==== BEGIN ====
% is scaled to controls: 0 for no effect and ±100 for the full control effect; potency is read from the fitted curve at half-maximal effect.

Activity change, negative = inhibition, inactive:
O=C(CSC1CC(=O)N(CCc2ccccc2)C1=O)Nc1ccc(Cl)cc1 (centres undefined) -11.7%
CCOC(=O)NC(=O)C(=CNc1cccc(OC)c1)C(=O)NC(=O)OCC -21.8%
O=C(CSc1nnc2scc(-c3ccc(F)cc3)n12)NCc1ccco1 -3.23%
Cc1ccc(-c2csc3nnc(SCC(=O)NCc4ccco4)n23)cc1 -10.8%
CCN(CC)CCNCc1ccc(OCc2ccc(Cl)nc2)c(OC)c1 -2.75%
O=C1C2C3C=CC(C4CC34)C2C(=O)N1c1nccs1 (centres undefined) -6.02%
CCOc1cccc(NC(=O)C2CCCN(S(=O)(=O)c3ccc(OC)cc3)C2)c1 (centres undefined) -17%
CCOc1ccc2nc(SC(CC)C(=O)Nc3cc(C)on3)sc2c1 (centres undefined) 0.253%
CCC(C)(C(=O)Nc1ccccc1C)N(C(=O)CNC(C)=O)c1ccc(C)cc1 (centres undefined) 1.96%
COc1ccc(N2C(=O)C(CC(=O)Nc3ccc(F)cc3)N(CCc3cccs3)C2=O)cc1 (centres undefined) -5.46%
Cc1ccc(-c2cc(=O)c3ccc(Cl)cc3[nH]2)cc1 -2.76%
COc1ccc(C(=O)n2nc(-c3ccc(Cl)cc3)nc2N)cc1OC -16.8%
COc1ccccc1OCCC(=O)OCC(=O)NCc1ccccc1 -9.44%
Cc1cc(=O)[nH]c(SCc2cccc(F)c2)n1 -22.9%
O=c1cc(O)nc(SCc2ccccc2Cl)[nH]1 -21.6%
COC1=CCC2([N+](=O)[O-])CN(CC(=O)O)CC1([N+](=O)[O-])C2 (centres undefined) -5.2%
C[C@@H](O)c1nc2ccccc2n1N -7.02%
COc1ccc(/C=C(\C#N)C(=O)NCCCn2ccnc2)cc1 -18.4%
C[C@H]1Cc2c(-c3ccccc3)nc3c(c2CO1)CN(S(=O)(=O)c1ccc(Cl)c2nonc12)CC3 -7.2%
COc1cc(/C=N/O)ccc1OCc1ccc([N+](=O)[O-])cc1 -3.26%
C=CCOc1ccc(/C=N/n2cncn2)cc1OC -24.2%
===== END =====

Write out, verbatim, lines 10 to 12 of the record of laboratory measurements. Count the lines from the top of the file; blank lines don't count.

CCOc1ccc2nc(SC(CC)C(=O)Nc3cc(C)on3)sc2c1 (centres undefined) 0.253%
CCC(C)(C(=O)Nc1ccccc1C)N(C(=O)CNC(C)=O)c1ccc(C)cc1 (centres undefined) 1.96%
COc1ccc(N2C(=O)C(CC(=O)Nc3ccc(F)cc3)N(CCc3cccs3)C2=O)cc1 (centres undefined) -5.46%